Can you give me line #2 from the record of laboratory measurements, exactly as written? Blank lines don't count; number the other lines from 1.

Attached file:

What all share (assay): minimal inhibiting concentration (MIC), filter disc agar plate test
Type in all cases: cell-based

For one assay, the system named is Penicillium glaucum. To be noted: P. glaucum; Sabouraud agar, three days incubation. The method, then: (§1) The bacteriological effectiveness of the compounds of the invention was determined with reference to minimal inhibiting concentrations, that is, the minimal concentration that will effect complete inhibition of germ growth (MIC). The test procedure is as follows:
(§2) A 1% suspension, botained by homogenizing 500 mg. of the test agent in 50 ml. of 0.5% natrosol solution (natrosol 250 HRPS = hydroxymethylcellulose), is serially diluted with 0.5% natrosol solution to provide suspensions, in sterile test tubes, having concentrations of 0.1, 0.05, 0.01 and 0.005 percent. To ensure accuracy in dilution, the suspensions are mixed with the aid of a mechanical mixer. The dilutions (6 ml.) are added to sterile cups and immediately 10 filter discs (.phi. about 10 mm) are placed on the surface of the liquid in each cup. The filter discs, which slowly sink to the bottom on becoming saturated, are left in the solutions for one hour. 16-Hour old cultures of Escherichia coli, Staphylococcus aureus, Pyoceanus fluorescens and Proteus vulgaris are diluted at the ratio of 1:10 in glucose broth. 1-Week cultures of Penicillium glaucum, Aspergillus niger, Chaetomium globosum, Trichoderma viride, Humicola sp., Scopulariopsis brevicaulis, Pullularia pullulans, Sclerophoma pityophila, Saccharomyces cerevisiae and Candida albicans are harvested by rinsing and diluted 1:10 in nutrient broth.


Type in all cases: cell-based